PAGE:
How Few Remain was actually one of the first AH novels I read, back in 2007, though I'd read SS-GB, The Moscow Option, and the What If collections before then. HFR was the first that I got properly into, probably for the pulpy qualities discussed above.Turtledove and Paradox between them can probably claim equal credit for firing that interest up at just the right time for me to discover AH.com, EdT, Kaiserreich, and all that followed.

OTL famous person living a different life remains one of my favourite AH tropes, and HFR was my first introduction to it. Its well noted that Lincoln in particular is an example of something original at the time reading more cliché 22 years later. I also remember that HFR had an in-universe MAP to help non-American readers like me know where these places were and why they mattered. Somehow I remember that being rare in published AH at the time (for understandable reasons of there simply not being today's wealth of cartographic resources to hand 2-3 decades ago).

Hivemind consensus on Turtledove seems to be that his standalone's (as which HFR can be read and would once have been) are better than his series'. From reading bits of both I'd concur. As mentioned already, his characterisation isn't all that strong, which shows up worst in the fictional characters created from whole cloth. I was interested in what Socialist Lincoln got up to. I was interested in what obscure Samuel Clemens might have got up to, had he not served primarily to observe British marine raids and his wife's vaginal dampness. I wasn't remotely interested in whatever the interchangeable viewpoints of the later 191 books got up to, especially when the timeline parallelism made it all so predictable.
 

Thande

BidenHarris, vaccine, England's got the same Queen
Published by SLP
I wasn't remotely interested in whatever the interchangeable viewpoints of the later 191 books got up to, especially when the timeline parallelism made it all so predictable.
Of course, I've often felt that to an extent those don't work for a non-American audience because they're not there to tell interestingly different AH speculation, they're there to make a social history point to Americans that "there is nothing special or unique about the USA, its culture is a certain way in OTL because it didn't fight a war on home soil after 1860, but if that had continued, then the US would be just like Europe and would have a socialist party and conscription and your grandparents would have been living lives like this etc. etc."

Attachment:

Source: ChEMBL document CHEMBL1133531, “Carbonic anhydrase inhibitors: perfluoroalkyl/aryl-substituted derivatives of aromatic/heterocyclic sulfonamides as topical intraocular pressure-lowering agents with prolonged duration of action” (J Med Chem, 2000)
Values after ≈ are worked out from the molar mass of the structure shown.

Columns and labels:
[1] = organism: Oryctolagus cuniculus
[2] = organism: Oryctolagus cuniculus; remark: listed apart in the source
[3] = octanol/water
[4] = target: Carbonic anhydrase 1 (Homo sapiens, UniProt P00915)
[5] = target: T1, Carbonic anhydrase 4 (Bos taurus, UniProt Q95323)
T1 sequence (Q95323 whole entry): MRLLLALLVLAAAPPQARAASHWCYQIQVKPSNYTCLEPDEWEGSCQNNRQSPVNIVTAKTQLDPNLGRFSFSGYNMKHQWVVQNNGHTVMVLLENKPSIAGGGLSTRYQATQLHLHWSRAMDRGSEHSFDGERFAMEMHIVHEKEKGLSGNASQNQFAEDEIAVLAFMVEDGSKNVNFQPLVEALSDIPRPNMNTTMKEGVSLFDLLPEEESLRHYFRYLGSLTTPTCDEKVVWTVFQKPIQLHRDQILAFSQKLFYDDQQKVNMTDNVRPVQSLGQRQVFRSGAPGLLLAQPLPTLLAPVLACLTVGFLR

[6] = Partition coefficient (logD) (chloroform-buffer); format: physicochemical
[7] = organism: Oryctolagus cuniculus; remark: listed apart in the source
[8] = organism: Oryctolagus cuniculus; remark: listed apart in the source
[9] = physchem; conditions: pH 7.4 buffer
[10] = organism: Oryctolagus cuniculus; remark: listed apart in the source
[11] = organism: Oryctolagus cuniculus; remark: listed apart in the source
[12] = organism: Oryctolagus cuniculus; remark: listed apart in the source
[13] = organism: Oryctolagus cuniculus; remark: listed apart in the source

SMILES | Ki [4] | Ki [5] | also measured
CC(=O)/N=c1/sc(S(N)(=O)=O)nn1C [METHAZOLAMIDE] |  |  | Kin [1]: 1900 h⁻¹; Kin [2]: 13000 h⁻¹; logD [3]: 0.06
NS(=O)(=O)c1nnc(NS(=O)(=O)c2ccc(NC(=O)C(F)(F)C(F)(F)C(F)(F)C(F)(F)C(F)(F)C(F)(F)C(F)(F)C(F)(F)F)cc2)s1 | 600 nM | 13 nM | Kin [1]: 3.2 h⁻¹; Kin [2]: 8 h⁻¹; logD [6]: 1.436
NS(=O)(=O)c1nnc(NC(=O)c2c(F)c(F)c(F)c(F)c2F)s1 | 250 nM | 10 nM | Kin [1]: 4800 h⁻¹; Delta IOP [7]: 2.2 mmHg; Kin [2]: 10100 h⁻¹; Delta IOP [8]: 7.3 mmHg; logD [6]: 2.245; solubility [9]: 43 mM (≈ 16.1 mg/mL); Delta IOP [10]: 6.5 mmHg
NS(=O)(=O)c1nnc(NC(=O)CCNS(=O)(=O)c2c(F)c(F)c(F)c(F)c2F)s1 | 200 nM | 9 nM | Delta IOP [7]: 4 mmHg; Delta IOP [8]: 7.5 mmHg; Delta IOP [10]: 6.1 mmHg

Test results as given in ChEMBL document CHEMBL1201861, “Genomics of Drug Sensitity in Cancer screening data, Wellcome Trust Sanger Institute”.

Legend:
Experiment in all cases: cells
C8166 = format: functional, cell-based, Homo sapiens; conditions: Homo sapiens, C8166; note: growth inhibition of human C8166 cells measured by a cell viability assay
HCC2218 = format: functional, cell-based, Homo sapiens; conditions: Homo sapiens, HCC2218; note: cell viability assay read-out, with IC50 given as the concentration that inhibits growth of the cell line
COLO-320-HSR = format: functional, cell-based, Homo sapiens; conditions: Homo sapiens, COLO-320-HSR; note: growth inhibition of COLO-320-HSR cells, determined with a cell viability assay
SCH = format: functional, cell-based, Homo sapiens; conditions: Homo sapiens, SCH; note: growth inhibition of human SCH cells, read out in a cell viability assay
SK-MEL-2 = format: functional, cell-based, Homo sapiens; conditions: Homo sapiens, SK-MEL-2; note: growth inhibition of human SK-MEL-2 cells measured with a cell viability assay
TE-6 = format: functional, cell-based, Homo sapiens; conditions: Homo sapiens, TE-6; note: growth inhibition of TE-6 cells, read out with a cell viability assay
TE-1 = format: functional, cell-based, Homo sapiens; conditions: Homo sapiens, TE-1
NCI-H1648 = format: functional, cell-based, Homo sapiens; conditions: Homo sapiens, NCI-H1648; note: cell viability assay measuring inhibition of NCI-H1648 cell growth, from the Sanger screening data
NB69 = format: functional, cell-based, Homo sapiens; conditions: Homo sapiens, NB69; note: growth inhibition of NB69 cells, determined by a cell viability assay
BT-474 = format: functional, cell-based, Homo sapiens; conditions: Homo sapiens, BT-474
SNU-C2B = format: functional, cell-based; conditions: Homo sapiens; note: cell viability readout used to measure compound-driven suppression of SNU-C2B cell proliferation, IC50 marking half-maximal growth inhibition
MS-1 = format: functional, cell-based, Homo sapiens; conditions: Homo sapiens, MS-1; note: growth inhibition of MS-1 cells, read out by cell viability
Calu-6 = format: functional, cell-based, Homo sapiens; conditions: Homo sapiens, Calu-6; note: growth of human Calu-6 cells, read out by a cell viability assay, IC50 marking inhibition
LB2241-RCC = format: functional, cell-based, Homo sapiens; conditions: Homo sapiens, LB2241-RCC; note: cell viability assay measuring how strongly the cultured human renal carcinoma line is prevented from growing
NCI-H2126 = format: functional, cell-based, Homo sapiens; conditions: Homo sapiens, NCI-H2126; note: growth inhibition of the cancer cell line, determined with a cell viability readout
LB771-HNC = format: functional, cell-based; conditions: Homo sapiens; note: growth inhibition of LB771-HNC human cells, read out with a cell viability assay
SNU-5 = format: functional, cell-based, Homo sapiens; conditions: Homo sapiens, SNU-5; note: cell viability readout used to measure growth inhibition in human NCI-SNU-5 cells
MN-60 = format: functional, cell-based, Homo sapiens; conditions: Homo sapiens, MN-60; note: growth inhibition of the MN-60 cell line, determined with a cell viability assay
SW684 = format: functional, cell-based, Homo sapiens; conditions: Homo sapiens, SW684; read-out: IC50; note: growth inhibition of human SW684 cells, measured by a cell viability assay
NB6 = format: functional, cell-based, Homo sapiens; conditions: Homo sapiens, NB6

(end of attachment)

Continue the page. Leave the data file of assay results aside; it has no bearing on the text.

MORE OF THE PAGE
He did use more books than necessary to make this point which is where criticism is fairer (the old canard that he did it to put his kids trhough college, etc.)
 

Kato

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Of course, I've often felt that to an extent those don't work for a non-American audience because they're not there to tell interestingly different AH speculation, they're there to make a social history point to Americans that "there is nothing special or unique about the USA, its culture is a certain way in OTL because it didn't fight a war on home soil after 1860, but if that had continued, then the US would be just like Europe and would have a socialist party and conscription and your grandparents would have been living lives like this etc. etc."

He did use more books than necessary to make this point which is where criticism is fairer (the old canard that he did it to put his kids trhough college, etc.)
Which is fair, and a worthwhile deconstruction of Exceptionalism as an idea (it's also why I find post-occupation/collaboration Sea Lion stories interesting). It just feels that rather than the European phases of World Wars transplanted to the American interior, it would have worked better having the wars and inter-American conflicts arise and play out in a more organic way. HFR to its credit does this more so than the later books. At what point does the "we'd be just like Europe" social history argument fall down from its own circularity when the time line is written to deliberately follow the OTL pacing of 1871-1945 Europe?